EDITORIAL: New Zealand needn’t view Aukus as if it’s a treehut the big boys won’t let us into.
The newly formed trilateral co-operation pact involving the United States, United Kingdom and Australia is a major development with unsettling implications.
It’s militaristic in its methodology, marshalling combative forces against the unnamed but plainly envisaged opponent, China.
Australia is getting a leg up to receive nuclear-propelled submarines, and is also expected to offer a base for its allies’ own submarines, some of them potentially nuclear-armed, to receive deep maintenance, thereby maintaining a sustained presence in the Indo-Pacific region.
We weren’t invited to be in this trilateral pact, nor even kept informed that it was coming together – and that’s largely okay. Because we really wouldn’t be a good fit in it.
For starters, one or two New Zealanders would have an issue with us girding our loins against our most important trading partner.
Quite apart from that, there’s a pugnacity of approach in Aukus that doesn’t sit well with the more independent stance that has served New Zealand better. We haven’t always followed where western powers have beckoned, but we have still honourably done our share of heavy lifting in the cause of international stability.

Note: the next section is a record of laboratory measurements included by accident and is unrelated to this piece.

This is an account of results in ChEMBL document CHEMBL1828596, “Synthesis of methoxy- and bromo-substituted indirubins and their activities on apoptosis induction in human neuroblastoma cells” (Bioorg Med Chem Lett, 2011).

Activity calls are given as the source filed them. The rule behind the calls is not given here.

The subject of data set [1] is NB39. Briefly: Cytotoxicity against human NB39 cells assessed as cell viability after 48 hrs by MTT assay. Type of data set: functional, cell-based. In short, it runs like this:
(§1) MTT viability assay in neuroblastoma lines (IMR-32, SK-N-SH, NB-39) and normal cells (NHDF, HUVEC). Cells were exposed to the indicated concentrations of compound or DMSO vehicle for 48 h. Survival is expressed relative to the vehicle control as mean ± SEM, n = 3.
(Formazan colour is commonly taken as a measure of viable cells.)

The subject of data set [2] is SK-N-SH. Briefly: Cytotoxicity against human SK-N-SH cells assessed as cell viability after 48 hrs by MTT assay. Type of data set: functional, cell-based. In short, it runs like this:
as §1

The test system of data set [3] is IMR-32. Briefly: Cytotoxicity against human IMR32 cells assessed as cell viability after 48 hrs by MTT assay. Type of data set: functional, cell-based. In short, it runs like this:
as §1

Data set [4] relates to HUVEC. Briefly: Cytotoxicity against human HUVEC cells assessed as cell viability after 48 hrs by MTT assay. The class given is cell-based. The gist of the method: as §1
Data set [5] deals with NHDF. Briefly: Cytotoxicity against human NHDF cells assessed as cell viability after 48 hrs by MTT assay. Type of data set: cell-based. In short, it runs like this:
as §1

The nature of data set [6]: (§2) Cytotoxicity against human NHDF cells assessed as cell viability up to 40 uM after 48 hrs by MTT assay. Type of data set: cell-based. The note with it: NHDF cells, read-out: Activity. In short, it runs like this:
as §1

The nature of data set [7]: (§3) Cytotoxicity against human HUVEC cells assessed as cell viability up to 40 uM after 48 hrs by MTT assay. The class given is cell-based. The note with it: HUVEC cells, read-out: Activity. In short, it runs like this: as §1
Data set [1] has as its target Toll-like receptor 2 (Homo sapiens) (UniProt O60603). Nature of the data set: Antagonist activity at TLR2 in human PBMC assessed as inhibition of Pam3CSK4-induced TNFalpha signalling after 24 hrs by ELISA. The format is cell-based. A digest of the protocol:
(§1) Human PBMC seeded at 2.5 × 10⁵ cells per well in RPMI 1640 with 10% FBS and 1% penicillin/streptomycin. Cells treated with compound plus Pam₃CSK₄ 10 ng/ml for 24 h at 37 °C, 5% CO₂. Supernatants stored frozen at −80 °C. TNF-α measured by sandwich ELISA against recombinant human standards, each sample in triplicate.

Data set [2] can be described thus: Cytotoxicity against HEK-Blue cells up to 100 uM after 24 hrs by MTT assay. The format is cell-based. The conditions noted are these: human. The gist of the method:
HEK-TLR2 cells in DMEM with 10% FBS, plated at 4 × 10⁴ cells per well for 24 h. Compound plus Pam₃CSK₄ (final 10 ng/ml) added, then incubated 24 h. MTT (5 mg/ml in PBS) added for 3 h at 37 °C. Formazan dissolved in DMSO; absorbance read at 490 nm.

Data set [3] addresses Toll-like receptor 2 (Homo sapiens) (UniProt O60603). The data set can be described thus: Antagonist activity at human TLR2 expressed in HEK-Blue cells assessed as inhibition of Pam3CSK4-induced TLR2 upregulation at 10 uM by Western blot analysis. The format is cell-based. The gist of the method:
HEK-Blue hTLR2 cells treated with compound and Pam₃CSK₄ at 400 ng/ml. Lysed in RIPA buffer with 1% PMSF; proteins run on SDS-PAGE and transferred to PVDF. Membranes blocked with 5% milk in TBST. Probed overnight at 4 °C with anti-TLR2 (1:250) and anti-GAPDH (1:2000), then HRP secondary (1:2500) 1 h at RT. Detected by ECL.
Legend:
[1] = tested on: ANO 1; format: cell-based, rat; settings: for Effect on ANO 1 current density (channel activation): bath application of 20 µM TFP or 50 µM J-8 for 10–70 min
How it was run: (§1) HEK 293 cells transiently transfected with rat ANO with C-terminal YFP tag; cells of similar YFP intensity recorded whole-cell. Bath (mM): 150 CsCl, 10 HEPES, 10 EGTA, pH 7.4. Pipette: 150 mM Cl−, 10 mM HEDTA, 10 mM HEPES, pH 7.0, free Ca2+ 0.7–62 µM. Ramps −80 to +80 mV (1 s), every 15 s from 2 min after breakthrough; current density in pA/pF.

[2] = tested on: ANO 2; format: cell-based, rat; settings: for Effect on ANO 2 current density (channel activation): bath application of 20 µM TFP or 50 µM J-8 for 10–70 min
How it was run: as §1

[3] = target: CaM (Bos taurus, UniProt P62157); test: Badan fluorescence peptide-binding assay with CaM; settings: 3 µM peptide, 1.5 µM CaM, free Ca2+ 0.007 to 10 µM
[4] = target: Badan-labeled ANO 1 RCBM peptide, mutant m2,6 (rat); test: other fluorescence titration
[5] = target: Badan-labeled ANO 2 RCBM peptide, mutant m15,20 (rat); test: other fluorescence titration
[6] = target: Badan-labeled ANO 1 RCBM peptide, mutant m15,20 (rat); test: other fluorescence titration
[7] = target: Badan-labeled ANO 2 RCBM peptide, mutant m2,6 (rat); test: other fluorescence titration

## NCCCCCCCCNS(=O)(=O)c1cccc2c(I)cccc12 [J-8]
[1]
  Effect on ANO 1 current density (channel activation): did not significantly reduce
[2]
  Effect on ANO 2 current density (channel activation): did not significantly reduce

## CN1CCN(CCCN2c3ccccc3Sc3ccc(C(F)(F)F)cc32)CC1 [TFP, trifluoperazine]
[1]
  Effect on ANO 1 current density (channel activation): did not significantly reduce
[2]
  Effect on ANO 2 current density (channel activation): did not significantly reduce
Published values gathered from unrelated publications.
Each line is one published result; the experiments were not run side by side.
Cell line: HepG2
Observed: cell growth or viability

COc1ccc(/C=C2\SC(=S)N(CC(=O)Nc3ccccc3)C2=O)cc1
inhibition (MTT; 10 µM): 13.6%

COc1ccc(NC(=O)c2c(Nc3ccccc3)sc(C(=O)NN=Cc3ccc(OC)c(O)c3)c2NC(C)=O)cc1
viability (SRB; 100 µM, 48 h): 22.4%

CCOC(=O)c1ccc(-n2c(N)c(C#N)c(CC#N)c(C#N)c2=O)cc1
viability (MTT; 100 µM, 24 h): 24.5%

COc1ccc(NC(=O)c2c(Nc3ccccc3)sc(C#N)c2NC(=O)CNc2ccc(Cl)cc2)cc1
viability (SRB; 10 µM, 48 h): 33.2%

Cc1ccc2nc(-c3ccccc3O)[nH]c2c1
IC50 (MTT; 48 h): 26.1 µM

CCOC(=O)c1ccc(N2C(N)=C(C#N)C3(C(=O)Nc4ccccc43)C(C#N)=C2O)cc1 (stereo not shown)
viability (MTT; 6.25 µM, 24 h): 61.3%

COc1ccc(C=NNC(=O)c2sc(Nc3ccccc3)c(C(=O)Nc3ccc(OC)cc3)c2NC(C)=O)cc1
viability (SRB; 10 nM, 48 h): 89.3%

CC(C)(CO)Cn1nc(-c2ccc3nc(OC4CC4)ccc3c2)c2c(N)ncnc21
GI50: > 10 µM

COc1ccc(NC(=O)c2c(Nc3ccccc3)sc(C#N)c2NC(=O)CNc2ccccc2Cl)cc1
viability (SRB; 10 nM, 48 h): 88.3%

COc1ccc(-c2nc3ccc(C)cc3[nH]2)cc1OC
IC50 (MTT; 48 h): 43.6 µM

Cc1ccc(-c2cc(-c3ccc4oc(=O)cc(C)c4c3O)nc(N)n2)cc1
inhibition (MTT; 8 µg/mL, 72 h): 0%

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We are, as we must be, concerned about China’s expansionist international activities in this massive region, not the least of which is its dodgy claims to almost all the South China Sea. Then there’s a shameful record of human rights abuses, and increasingly ugly subjugation of Hong Kong.
But the problem with Aukus is just as Otago University Professor Robert G Patman depicts – it’s adopting “a binary view of the Indo-Pacific in which the future of the region will be determined by a great power contest involving the US and China’’.
This region is not to be confused with a chess board with just two opposing forces, black versus white, and various pieces aligned to one or the other. Mostly as pawns. There are many players and many areas of co-operation, as well as competition.
And to be as independent as we wish in this rather more complex dynamic doesn’t require that we stand in isolation..
We have a perspective that is at least similar to that adopted by the European Union, which is to co-operate with China where we can and team up with like-minded democracies to push back where there are disagreements that require it.
As for trade, the Aussies have infuriated France by pulling out of their submarine deal and in so doing they have done themselves real reputational damage with the EU, which isn't above punishing them for bad faith when it comes to trade deals.
Some international commentators are now wondering whether NZ needs to reassess its more independent settings. We do not.
Some others wonder whether we’re now better set to form trade deals with the EU as well as China because of those settings. And maybe we are.
President Joe Biden slightly undermined the image of goodbuddy unity between the three countries when, upon the announcement of the Aukus pact, he couldn’t for the life of him remember Scott Morrison’s name and resorted to “that fellow from down under’’.
More tellingly, Biden said the partnership would “take on the threats of the 21st century just as we did in the 20th century’’.
Really? 20th century warfare was deeply flawed and should not be seen as the template for resolving global conflict.